PALO ALTO, CALIFORNIA
A charming mixture of old and new, Palo Alto’s tree-lined streets and historic buildings reflect its California heritage. While Palo Alto is recognized worldwide as a leader in cutting-edge technological development, it has sought to make tradition a centerpiece of its communal spirit.
Located 35 miles south of San Francisco and 14 miles north of San Jose, Palo Alto is a community of approximately 61,200 residents. Since incorporation in 1894, Palo Alto has expanded to encompass the area stretching from San Francisquito Creek to the north to San Antonio Road to the south, from the San Francisco Bay to the Skyline Ridge. The weekday population swells to nearly 140,000.
Complementing its exciting and innovative business community, Palo Alto’s residents are highly educated, politically aware and culturally sophisticated. An abundance of local pride and numerous neighborhood organizations contribute to Palo Alto’s charming historic and upscale commercial and residential areas.
Proximity to Stanford University, with its cultural and educational offerings, adds to the vibrancy and charm of the city.
Palo Alto gained the reputation as the “Birthplace of the Silicon Valley” for its ground breaking research centers and its concentration of high-tech companies. In 1994, Palo Alto became the first U.S. city to have an Internet home page and more recently, the City developed a 31-mile dark fiber ring for ultra-fast Internet access.
In Palo Alto, technological innovation is matched by care for the environment. The city maintains more than 38,600 street trees that keep streets and neighborhoods in harmony with nature. Palo Alto has 34 parks and nearly one-third of its 26 square miles is open space.
Old Palo Alto
Walking around the Old Palo Alto neighborhood, you can’t escape the feeling that you’ve seen it all before. It’s as if that image of an idyllic neighborhood in your head was used as the blueprints to construct the gentle tree-lined streets and warm, inviting homes.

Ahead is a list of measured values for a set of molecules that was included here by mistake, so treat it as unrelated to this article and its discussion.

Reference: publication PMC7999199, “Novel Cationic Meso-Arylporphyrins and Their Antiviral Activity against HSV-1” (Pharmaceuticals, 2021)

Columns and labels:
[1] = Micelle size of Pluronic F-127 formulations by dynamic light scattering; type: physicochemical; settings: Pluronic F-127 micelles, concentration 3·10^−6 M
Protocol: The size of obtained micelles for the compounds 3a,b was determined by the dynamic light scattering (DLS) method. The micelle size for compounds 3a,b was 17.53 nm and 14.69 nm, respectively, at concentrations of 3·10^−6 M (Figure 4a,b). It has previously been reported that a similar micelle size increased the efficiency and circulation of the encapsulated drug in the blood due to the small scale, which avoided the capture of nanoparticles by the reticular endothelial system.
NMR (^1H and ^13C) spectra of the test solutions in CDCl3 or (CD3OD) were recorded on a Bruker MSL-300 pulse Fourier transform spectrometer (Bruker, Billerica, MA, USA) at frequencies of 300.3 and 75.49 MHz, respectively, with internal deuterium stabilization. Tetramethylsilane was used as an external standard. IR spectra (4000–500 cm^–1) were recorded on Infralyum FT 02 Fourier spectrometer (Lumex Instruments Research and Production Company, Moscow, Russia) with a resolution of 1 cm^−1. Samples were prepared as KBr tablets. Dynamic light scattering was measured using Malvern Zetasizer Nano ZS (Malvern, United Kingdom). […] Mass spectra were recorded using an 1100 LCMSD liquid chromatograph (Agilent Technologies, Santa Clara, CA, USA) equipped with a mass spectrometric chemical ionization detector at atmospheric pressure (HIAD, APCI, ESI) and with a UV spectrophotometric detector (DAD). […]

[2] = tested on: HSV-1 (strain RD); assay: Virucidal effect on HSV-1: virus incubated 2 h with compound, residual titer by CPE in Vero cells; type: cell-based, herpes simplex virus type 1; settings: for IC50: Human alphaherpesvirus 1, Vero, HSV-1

Located between Middlefield Road and Alma Street, Embarcadero Road and the Oregon Expressway, Old Palo Alto is one of the rare neighborhoods that has grown without losing its sense of pride. Kids still bike around the streets, couples and families still take evening strolls and neighbors know each other by name.
This section of Palo Alto dates back to the early 1900s and has wonderful architectural diversity, from Spanish mission style homes to Tudor, Mediterranean and California bungalows.
The Elizabeth Gamble Garden Center is a focal point of the neighborhood; giving young and old alike a place to come together and test their horticultural skills. However, beautiful flowing gardens are not restricted to the center – a casual glance around the neighborhood shows the pride residents have for their yards and gardens.
Centrally located near commercial areas, civic services and schools, residents of Old Palo Alto do not have to give up convenience for charm. Proximity to private and public schools makes Old Palo Alto the ideal place to raise a family.
Despite a median household income of $117,574 in 2000, many are challenged to keep up with the ever-rising median home price – $1,600,000 (from December 2007 through November 2008).
But people continue to flock to Palo Alto, taking pride in its environmental consciousness, city-owned utilities, support of social services and some firsts, including opening a public Children’s Library in 1940 and becoming the first U.S. city to have an Internet home page in 1994.